The lights are on
We recently had a chance to talk with Capcom's Keiji Inafune during our trip to Blue Castle Games in Vancouver. As the company's global head of production, he's been in charge of making sure that its games are up to snuff. He's been critical of Japanese development and has worked closely with Western developers over the past few years. In our conversation we talked about how that strategy has been working out for Capcom, how he knew his Dead Rising was going to be successful, and much more.What’s going on with the Dead Rising movie?
Dead Rising 2 is being made by Blue Castle, and I have hands on of course, but in the three years of development there are times where I wasn’t able to much supervising. So I thought, ‘What can I do with this time?’ It’s not like I have a lot of extra time, but what could I do for the fans? Dead Rising is a game that’s targeted toward zombie fans, so as a zombie movie fan, maybe I could make a movie for those fans that’s sort of related to the world of Dead Rising.
Do you see yourself making more of these movies in the future?
I’d like to make more movies, as much as I’d like to make games. After making this film, it took a lot of my time. As much as I’d like to make movies, there are people at executive levels who maybe want me to use my time on other things. I want to make movies and games, and maybe in the future something that would integrate the two—the essence of the two mediums.
How involved have you been in the production of Dead Rising 2?
In terms of the game, I’m involved from the beginning in the story, creating the story and the basic game design. We have some staff, like six staff in Osaka R&D, so everyone is very involved in the basic concept and game design. Typically what happens with a developer in the publisher developer relationship is the you say to the developer, ‘Here’s Dead Rising, please make Dead Rising,’ and that’s it, there’s not a whole lot of involvement. With this game, both parties are heavily involved. We have weekly video conferences that last anywhere from two hours to four hours, and we do that once a week. We also have regular visits, where we come maybe every other month, and they’ll come just as often. It’s a very collaborative development.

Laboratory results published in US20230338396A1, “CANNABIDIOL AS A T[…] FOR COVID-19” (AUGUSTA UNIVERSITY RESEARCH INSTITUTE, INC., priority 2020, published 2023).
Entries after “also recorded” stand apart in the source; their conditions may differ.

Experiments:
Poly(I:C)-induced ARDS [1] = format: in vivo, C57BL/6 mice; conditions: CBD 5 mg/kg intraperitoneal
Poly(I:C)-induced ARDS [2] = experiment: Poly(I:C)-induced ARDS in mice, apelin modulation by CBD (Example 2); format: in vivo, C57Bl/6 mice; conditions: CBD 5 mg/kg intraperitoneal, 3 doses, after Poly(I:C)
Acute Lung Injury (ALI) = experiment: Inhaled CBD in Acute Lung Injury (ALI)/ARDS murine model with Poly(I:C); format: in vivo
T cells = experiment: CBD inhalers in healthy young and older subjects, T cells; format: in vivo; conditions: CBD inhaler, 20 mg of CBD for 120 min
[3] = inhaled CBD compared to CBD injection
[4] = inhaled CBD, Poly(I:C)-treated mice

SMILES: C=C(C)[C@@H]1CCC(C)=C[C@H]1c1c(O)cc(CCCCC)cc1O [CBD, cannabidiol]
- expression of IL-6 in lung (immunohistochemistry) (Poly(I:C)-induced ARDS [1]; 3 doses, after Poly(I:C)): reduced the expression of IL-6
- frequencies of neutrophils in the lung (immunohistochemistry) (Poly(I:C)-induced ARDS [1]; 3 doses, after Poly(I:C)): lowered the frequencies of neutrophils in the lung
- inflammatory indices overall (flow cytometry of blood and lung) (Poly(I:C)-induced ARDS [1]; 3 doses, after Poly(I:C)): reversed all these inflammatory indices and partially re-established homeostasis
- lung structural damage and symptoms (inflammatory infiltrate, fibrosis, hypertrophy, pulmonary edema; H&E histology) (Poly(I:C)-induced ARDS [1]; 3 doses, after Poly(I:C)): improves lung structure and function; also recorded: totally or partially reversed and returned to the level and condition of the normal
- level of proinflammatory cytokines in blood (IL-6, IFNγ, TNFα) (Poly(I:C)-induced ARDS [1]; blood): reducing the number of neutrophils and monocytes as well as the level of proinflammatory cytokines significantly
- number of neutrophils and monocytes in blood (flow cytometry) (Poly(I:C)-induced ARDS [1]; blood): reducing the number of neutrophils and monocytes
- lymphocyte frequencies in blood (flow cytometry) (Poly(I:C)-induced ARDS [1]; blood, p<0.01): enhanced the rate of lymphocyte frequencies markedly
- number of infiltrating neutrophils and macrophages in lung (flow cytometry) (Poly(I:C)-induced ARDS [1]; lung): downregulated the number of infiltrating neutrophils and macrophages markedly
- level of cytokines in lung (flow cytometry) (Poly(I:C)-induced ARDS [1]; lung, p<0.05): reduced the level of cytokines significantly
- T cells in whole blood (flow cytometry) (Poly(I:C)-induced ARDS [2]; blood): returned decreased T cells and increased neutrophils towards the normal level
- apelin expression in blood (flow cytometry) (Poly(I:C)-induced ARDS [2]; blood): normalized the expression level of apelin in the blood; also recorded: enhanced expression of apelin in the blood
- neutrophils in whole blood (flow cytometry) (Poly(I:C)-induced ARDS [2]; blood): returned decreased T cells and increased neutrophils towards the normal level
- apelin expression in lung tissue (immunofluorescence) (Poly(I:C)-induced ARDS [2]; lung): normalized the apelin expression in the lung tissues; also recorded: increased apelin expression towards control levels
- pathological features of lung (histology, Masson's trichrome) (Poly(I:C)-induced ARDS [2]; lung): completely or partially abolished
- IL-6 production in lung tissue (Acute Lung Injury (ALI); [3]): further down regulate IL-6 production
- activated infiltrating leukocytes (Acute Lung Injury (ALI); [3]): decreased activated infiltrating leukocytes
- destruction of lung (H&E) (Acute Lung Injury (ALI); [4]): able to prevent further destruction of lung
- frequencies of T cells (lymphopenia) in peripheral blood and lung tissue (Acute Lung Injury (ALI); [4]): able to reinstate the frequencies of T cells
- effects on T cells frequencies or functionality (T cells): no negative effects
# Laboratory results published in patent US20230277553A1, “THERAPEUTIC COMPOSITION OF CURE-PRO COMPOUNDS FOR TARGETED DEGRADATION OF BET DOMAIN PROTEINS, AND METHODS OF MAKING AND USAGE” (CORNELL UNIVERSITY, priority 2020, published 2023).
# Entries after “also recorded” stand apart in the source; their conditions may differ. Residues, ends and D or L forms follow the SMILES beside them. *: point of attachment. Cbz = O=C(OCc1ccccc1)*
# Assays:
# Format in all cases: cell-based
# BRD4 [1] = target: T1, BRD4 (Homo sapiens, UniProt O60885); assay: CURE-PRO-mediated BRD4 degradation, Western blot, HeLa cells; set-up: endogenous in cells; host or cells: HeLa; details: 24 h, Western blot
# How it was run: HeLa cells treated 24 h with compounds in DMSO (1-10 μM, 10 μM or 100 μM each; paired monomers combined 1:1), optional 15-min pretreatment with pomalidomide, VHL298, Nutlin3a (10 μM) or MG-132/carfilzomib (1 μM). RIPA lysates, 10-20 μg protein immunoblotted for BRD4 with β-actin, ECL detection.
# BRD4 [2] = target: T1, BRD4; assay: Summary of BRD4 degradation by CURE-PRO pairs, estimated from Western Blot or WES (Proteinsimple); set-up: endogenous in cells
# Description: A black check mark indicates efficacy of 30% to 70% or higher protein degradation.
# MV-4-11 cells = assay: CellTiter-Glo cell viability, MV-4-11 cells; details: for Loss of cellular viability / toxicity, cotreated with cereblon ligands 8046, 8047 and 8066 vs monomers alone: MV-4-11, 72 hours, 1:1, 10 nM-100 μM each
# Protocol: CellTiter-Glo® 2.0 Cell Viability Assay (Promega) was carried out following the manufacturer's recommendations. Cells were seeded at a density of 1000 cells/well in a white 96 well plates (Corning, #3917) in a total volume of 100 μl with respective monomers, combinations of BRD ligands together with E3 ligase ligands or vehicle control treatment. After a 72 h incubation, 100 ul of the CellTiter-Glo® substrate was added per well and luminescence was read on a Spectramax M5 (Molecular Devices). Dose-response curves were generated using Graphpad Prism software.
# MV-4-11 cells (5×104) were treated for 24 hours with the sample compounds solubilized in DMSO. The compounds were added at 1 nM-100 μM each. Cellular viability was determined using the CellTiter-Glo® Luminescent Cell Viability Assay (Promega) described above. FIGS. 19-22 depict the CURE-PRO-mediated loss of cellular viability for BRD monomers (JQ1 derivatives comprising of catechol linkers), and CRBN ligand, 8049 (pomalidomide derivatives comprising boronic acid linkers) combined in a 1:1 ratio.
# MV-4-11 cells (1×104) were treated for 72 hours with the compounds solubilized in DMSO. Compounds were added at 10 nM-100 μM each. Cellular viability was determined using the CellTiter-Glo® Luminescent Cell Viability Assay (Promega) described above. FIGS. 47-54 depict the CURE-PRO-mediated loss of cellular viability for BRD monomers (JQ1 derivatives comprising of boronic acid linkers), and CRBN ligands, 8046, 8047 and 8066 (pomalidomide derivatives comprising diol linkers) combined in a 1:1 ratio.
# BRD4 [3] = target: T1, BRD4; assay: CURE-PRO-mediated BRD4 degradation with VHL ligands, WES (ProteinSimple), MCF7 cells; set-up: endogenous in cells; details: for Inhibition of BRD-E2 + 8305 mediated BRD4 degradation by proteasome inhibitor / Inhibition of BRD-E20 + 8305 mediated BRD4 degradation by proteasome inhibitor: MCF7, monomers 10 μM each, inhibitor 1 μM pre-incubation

Dead Rising was interesting because it was a Japanese look at American culture. With the sequel, we’re getting a look at American culture through a Japanese and Canadian prism. Has Blue Castle given you any insight in how Americans are presented in the sequel?
Blue Castle had a lot of input into making this game into where it is now. It’s interesting because since Canadians tried to take on what we did successfully on what we did in Dead Rising, they had a lot of input that blended together into an integration. It made it a lot better. The interesting part about Dead Rising 2 is that the setting is the United States. It’s really hard for Americans to find humor in and make fun of their own culture, but with Japanese and Canadian eyes we could overexaggerate what Western culture is. I think that’s what’s adding to the black humor in the game.
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